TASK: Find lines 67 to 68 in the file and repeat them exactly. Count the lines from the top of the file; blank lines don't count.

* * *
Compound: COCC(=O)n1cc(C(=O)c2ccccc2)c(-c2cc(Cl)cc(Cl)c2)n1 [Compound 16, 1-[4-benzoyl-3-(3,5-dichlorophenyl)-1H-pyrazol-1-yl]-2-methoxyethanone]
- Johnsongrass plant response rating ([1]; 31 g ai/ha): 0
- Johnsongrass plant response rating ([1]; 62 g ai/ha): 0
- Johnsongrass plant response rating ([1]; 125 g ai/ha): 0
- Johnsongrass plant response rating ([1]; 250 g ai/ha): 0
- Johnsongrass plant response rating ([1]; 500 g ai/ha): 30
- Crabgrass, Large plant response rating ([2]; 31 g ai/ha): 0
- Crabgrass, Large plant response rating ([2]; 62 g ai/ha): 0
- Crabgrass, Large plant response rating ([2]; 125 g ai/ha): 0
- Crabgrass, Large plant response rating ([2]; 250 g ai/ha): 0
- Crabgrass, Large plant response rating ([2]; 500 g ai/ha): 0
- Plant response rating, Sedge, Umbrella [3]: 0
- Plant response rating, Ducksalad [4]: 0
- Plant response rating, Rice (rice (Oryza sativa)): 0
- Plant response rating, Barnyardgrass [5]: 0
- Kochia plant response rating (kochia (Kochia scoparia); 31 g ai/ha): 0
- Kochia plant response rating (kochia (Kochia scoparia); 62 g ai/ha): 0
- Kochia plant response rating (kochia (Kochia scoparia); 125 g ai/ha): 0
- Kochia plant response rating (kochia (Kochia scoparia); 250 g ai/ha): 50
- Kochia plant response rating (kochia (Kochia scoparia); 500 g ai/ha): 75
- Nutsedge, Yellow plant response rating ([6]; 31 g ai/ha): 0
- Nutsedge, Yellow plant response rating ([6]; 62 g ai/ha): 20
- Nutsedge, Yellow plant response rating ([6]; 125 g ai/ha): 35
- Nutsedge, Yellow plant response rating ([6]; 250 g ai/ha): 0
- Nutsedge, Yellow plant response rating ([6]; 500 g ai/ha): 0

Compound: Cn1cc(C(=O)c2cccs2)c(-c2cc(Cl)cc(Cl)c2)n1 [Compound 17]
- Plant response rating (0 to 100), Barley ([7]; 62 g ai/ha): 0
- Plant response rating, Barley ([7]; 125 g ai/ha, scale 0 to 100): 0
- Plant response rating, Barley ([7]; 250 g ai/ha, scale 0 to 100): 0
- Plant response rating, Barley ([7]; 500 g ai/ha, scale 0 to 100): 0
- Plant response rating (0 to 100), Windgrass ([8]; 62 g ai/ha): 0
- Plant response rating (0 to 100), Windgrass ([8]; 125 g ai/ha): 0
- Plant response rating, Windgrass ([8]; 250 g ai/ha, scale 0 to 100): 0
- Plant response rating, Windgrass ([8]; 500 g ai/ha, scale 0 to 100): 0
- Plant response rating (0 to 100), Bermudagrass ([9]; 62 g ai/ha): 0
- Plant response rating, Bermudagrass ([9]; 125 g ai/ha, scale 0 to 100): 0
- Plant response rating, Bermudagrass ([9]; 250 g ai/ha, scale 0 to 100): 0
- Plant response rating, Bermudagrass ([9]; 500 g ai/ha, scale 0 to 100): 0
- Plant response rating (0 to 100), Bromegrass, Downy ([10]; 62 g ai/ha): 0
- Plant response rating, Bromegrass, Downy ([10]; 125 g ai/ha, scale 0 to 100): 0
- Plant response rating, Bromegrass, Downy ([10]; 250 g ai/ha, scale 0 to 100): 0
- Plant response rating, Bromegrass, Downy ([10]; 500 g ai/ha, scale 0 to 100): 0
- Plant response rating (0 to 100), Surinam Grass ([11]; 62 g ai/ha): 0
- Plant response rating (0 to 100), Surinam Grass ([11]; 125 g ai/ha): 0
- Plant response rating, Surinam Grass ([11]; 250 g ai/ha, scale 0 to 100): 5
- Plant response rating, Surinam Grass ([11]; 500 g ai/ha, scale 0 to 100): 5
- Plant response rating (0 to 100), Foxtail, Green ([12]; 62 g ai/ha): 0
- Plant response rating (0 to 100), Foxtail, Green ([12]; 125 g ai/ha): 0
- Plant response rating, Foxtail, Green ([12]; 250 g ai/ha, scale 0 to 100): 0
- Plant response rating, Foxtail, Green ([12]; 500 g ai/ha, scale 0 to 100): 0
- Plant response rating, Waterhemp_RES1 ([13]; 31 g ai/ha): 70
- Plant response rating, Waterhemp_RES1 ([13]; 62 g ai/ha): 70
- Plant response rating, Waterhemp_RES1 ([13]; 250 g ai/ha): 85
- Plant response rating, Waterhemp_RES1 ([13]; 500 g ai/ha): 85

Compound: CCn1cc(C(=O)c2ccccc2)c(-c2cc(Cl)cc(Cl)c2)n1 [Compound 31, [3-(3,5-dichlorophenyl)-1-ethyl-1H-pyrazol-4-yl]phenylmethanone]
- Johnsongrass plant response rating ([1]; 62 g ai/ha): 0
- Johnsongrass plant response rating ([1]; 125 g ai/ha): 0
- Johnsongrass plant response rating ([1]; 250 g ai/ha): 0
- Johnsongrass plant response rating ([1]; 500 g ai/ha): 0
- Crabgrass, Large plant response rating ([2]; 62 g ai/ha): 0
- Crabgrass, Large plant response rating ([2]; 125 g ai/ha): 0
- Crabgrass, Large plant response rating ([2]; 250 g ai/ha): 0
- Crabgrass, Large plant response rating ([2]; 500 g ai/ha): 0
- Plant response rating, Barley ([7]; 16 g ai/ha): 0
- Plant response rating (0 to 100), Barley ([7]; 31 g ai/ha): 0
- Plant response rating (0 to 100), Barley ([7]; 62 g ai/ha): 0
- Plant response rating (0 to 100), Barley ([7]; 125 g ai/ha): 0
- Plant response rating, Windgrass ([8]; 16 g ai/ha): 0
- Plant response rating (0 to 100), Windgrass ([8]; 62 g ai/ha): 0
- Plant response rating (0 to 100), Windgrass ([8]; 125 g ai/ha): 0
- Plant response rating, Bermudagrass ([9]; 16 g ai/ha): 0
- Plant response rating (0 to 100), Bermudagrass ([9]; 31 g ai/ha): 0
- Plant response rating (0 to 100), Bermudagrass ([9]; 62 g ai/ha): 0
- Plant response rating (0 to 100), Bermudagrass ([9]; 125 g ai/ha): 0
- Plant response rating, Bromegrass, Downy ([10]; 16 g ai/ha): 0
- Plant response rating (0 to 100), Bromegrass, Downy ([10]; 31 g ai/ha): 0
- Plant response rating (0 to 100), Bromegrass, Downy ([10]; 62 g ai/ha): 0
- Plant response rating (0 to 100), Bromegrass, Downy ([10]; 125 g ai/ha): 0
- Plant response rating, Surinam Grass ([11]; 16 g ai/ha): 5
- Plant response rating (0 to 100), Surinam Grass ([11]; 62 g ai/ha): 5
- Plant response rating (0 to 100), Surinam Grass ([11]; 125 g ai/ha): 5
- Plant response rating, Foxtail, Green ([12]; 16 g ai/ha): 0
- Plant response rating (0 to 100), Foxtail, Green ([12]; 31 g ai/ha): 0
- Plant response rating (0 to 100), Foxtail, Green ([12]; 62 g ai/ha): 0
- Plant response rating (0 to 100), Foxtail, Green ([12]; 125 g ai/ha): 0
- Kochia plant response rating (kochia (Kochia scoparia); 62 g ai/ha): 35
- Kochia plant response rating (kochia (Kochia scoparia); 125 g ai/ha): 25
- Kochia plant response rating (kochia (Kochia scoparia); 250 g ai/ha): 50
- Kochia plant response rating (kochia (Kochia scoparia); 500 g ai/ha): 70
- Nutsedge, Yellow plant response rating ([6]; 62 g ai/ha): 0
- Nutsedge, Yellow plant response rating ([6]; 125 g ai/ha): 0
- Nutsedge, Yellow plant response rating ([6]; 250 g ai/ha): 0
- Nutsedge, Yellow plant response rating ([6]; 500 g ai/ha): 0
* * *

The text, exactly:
- Plant response rating (0 to 100), Barley ([7]; 125 g ai/ha): 0
- Plant response rating, Windgrass ([8]; 16 g ai/ha): 0